Another difficulty with heresy denunciations is that kings started using them against popes as a way of advancing their own secular authority. Come 1310, Philip the Fair tried to have Boniface VIII kidnapped and then post-humously accused him of sorcery in a latter-day version of the Investiture Controversy that resulted in the farcical ‘Babylonian Exile’, with rival popes being appointed in Rome and Avignon, France, each denouncing the other as servitors of the Antichrist.  Acting from realpolitik, Philip didn’t hesitate to extend his accusations to the still-living Knights Templars — Church bankers since the loss of the Holy Land to Islam — and liquidated his debts by putting the order’s grand-master Jacques de Molay, and many others to the stake.
The significance of this wasn’t so much that it opened up sorcery accusations as a new repressive technique to the Church — a more effective weapon in eliminating rival rationalities than heresy accusations and to have gynecidal consequences during the Reformation — but that it illustrated the practice of sorcery then ongoing. By the early-1200s, Guillaume d’Auvergne, bishop of Paris, complained of “books bearing the names of Solomon and containing idolatrous images and detestable invocations”  and Roger Bacon, the English philosopher then based in Paris, seconded this in 1267. Like Bacon’s own alchemy and astrological divination — like Aristotelian philosophy, both imports from the Islamic world — the invocation of demons was intended to be a way of furthering knowledge. Fear of denunciation for unorthodoxy made knowledge a dangerous thing, and so an investigative underground developed that was later to form the scientific community. Bacon, for instance, kept his discovery of gunpowder secret — and rightly so, as when it did leak out, this knowledge revolutionised Medieval warfare, making the dispersal of power in high-walled feudal keeps impossible and so promoting absolute monarchs in their wake. Church disapproval for invocation came firmly in 1326 with John XXII’s bull Super illius specula,  which just diverted the speculative underground in a direction beyond Church control.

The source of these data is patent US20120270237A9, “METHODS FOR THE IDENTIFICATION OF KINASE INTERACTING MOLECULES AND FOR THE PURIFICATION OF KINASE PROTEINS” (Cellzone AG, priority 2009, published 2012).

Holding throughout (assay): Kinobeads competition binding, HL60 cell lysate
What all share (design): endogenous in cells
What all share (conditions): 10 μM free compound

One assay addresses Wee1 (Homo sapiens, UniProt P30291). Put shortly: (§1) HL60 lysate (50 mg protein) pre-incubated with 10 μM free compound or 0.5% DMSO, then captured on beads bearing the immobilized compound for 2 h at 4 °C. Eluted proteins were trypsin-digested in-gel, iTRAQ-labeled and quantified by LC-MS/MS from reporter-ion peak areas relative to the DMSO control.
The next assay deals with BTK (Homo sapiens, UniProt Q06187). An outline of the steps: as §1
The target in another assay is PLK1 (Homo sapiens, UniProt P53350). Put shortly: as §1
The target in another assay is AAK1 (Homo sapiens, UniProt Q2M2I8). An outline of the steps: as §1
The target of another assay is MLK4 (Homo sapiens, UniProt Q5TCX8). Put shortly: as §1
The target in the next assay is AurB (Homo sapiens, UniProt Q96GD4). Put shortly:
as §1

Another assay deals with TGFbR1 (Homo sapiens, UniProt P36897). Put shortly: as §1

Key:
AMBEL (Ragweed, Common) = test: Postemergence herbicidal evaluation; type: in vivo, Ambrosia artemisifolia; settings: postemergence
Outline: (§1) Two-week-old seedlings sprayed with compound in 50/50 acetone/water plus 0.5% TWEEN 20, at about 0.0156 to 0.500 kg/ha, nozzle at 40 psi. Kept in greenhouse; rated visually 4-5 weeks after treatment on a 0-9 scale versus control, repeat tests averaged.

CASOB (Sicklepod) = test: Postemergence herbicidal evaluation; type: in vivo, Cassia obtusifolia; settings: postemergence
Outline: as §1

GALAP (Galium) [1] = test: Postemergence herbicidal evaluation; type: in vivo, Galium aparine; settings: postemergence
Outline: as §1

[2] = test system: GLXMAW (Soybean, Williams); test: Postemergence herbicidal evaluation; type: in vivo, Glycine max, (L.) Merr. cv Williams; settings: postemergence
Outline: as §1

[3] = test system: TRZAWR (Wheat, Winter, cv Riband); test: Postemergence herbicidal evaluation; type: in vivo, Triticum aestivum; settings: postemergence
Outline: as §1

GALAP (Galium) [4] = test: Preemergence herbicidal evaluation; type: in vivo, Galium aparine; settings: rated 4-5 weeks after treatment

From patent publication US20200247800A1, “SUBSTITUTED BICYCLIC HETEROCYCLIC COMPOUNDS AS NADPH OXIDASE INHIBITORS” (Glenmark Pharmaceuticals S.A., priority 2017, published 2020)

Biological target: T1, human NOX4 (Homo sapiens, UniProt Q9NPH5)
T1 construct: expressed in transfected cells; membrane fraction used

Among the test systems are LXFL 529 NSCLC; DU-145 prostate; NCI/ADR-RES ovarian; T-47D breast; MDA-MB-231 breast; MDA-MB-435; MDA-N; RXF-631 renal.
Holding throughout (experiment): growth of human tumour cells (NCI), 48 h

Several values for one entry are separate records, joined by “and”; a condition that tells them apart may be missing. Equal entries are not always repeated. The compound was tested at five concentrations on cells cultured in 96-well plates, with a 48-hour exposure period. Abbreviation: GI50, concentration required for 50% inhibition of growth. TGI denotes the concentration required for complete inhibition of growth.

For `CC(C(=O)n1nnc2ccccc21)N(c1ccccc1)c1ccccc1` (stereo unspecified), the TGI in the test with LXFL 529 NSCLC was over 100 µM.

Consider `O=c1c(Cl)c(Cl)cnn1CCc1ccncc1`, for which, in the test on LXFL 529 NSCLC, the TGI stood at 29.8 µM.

The Tragedy of the Renaissance
The capital-intensive agricultural technologies that allowed enclosure of huge tracts of land by monasteries and nobles forced huge numbers of peasants to go where the money was or starve — the cities built on Islamic trading techniques where the markets were. In the Italian states — ironically closest to Rome — where the influx of Mediterranean silver was greatest, there was definitely a post-Medieval ethos, Venice ruled more by a council of prominent merchant families than its doge and the republic of Florence also council-led.
Though not generally explicitly opposing the authority of the Church — a key founding figure, Thomas de Vio Cajetan (1468–1534), was a cardinal and general of Dominicans  — the thinkers of the Renaissance opened up the world to experimenting with alternatives in a way scholasticism generally failed to do and — even more damagingly — broke the Church’s monopoly of literacy. This meant that the Europe-wide channels of communication and administration once the Churches alone were now open to other princes — a body-blow in the millennium-old game of jockeying for power between Church and incipient States. When Marsilio Ficino (1435–1499) introduced fresh translations of Plato to Europe, his Neoplatonist Academy in Florence wasn’t backed by the Church but rather by the city’s most prominent banker, Cesirro dei Medici.  As characteristically, when Giovanni Pico della Miranobla (1463–1494) sought to synthesise Kabbalism and Christianity, this caused only slightly more of a stir with the heresy police than his attempts to synthesise Platonism and Aristotelianism.  It wasn’t a far step from such speculations to full-blown humanism, a de facto secular doctrine.
Renaissance art has been lauded for its glowing colours and supposed verisimilitude, but as a two-dimensional representation of three-dimensional objects, it’s actually no more so than the Medieval art that preceded it — pretty much all art, in fact. What does this attempt at illusion tell us about Renaissance society? That it was deceptive, of course — an important point, given the internecine nature of Italian city-state societies — but more than that, that their new representation of humanity implied new concepts of humanity. Rather than the Medieval convention of drawing more important figures larger than others, all are represented equally in Renaissance art, in accordance with the iron laws of perspective. The implication is of individuals of equal worth as human beings rather than some divinely appointed as bigger than others, but also of atomisation and of the practical use of power in interaction between these individuals, rather than these interactions being governed by any sense of obligation or tradition. In other words, something very mercantile and contract-oriented, the basis of the city-states. Clearly, something is being lost here as well as gained and it is only an illusion — the artists were never the equal of the patrons that commissioned them. What is disguised is that they were but servile tools of Power, for all their representation of fine feeling. Worse, Renaissance verisimilitude served the same political purpose as socialist realism — as well as disguising tyranny as natural, it implies it is eternal, the natural state of the world.